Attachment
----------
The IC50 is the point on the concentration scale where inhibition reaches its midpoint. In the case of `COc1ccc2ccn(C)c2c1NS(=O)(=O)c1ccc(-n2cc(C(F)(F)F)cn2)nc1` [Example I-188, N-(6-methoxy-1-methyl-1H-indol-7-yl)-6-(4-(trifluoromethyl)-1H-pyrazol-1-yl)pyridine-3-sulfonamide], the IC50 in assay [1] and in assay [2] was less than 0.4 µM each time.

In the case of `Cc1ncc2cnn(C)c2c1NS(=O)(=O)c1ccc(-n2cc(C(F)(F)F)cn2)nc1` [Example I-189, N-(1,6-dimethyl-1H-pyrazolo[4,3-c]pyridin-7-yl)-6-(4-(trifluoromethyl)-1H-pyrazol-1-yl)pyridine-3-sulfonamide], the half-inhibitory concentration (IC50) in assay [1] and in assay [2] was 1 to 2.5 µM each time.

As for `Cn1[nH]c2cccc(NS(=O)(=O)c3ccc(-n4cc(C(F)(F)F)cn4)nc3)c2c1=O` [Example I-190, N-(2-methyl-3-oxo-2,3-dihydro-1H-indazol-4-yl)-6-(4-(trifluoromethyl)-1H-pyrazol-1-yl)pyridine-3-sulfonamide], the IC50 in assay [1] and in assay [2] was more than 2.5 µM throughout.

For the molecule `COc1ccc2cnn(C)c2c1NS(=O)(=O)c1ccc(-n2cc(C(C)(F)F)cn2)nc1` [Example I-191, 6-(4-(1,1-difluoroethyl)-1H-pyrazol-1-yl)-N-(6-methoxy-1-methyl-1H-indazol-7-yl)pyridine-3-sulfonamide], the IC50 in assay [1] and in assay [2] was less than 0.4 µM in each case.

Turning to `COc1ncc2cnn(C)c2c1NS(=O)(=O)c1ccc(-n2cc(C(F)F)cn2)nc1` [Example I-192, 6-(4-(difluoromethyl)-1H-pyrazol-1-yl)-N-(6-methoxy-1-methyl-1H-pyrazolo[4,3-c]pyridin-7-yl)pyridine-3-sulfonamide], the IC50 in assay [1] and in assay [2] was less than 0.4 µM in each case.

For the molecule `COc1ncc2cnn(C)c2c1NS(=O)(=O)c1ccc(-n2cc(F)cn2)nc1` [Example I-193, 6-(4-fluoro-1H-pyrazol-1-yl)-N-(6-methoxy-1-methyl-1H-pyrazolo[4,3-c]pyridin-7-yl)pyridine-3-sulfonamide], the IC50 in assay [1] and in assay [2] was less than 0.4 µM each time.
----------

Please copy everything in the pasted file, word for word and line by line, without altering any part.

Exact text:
The IC50 is the point on the concentration scale where inhibition reaches its midpoint. In the case of `COc1ccc2ccn(C)c2c1NS(=O)(=O)c1ccc(-n2cc(C(F)(F)F)cn2)nc1` [Example I-188, N-(6-methoxy-1-methyl-1H-indol-7-yl)-6-(4-(trifluoromethyl)-1H-pyrazol-1-yl)pyridine-3-sulfonamide], the IC50 in assay [1] and in assay [2] was less than 0.4 µM each time.

In the case of `Cc1ncc2cnn(C)c2c1NS(=O)(=O)c1ccc(-n2cc(C(F)(F)F)cn2)nc1` [Example I-189, N-(1,6-dimethyl-1H-pyrazolo[4,3-c]pyridin-7-yl)-6-(4-(trifluoromethyl)-1H-pyrazol-1-yl)pyridine-3-sulfonamide], the half-inhibitory concentration (IC50) in assay [1] and in assay [2] was 1 to 2.5 µM each time.

As for `Cn1[nH]c2cccc(NS(=O)(=O)c3ccc(-n4cc(C(F)(F)F)cn4)nc3)c2c1=O` [Example I-190, N-(2-methyl-3-oxo-2,3-dihydro-1H-indazol-4-yl)-6-(4-(trifluoromethyl)-1H-pyrazol-1-yl)pyridine-3-sulfonamide], the IC50 in assay [1] and in assay [2] was more than 2.5 µM throughout.

For the molecule `COc1ccc2cnn(C)c2c1NS(=O)(=O)c1ccc(-n2cc(C(C)(F)F)cn2)nc1` [Example I-191, 6-(4-(1,1-difluoroethyl)-1H-pyrazol-1-yl)-N-(6-methoxy-1-methyl-1H-indazol-7-yl)pyridine-3-sulfonamide], the IC50 in assay [1] and in assay [2] was less than 0.4 µM in each case.

Turning to `COc1ncc2cnn(C)c2c1NS(=O)(=O)c1ccc(-n2cc(C(F)F)cn2)nc1` [Example I-192, 6-(4-(difluoromethyl)-1H-pyrazol-1-yl)-N-(6-methoxy-1-methyl-1H-pyrazolo[4,3-c]pyridin-7-yl)pyridine-3-sulfonamide], the IC50 in assay [1] and in assay [2] was less than 0.4 µM in each case.

For the molecule `COc1ncc2cnn(C)c2c1NS(=O)(=O)c1ccc(-n2cc(F)cn2)nc1` [Example I-193, 6-(4-fluoro-1H-pyrazol-1-yl)-N-(6-methoxy-1-methyl-1H-pyrazolo[4,3-c]pyridin-7-yl)pyridine-3-sulfonamide], the IC50 in assay [1] and in assay [2] was less than 0.4 µM each time.